FCA’s Guidance on Cryptoassets – welcome clarity
Whether you are in the market for short term profit or making long term investments, adequate planning is certainly a worthwhile (and small) investment of your time and money. If you’ve been savvy enough to successfully invest in crypto-assets, make sure you are smart enough to ensure your loved ones can benefit, should the worst happen.
A couple of high profile stories have recently hit the press which remind people what can happen in a crypto environment when disaster planning keeps getting bumped down the agenda: Matthew Mellon who died suddenly, taking with him an estimated $500m in Ripple (no one knows where or how to access this); and Gerald Cotten (the founder of Canadian exchange QuadrigaCX) who died suddenly aged 30. The exchange kept 90% of their $190m fund in cold storage and he was the only person who could access it (creditors are still unable to access the funds).
Whilst these high profile examples are helping to provoke some thought about this little considered area, the issue has always been present (an estimated 25% of bitcoins have already been lost forever). The crypto market is very young and so far, has failed to adapt to address the simple fact that a crypto-asset’s main attraction — its impenetrable privacy from regulation — can also become its fatal weakness.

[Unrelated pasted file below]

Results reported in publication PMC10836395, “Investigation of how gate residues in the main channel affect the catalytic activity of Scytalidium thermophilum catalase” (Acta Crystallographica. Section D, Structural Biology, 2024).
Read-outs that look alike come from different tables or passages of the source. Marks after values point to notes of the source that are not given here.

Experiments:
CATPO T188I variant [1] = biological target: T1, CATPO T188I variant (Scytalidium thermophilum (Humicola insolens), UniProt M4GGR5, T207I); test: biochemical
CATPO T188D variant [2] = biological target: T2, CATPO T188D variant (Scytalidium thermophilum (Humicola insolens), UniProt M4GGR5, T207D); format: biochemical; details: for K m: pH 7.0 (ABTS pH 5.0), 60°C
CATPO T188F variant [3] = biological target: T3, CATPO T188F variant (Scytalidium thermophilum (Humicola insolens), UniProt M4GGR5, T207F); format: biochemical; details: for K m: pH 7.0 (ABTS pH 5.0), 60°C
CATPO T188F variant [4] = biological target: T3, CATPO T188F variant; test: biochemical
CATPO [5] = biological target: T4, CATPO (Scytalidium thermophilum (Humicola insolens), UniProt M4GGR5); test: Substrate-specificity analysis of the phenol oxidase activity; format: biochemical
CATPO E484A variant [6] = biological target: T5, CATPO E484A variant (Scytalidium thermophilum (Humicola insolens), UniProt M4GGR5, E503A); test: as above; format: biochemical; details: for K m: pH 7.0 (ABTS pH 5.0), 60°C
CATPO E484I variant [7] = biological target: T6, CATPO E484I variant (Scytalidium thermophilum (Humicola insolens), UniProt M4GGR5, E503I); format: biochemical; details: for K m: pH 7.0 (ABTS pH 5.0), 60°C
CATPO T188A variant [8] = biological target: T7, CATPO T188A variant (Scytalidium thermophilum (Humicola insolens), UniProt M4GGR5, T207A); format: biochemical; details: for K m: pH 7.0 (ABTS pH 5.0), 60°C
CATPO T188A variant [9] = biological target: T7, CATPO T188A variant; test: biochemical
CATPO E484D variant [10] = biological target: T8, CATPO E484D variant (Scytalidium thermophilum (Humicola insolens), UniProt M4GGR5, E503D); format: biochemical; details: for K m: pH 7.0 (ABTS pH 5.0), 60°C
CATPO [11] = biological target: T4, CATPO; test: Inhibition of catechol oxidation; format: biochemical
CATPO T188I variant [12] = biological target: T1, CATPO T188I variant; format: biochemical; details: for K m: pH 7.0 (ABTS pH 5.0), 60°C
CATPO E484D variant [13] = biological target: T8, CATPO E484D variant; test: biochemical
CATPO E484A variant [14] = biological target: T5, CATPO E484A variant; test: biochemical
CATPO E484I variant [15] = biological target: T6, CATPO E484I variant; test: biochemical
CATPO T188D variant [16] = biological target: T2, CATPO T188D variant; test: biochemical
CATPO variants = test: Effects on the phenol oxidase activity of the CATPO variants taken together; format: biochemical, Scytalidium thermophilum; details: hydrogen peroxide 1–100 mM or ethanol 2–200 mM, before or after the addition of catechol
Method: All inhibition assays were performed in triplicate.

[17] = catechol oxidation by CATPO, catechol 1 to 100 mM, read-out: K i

The short (and easy) answer is yes. It is now quite clear that crypto-currency is an “asset” for the purposes of inheritance and succession planning (although, predictably, crypto-assets are very much liable to inheritance tax). Even if you don’t create a Will, the normal intestacy rules apply to crypto-assets, just as they do to any other asset.
Sorted then? Unfortunately not. Crypto-assets present the quite obvious and rather large practical difficulty of passing on account and digital wallet accessibility details to your proposed beneficiary. Not easy when investors are, rightly, uneasy about writing down their password / PIN / key.
If you are fortunate enough to feel comfortable in passing on account details and passwords to a trusted one (or more) then this could work for you. Your Will and Letter of Wishes can then be used to instruct those people on what to with the assets and how to do it.
However, this is an unrealistic (and not entirely risk-free) solution for most. Whilst this area is still very much in its infancy, there are a handful of sensible steps that crypto-asset investors would be wise to take in order to prevent putting their loved ones through what has become known as the “double funeral” dilemma (mourning the loss of a loved one whilst coming to terms with the loss of an irretrievable fortune that might have been).
Do not overlook the fact that your executors / beneficiaries may have absolutely no knowledge of crypto currencies. Therefore, it is recommended that you write a “dummies” step by step guide to accessing each form of crypto asset. This should be as detailed as possible; from accessing the funds on your hardware wallet, to sending them to an exchange, trading them into fiat, and finally transferring them to your linked bank account. These instructions will be best left in a Letter of Wishes and securely stored as outlined in above.
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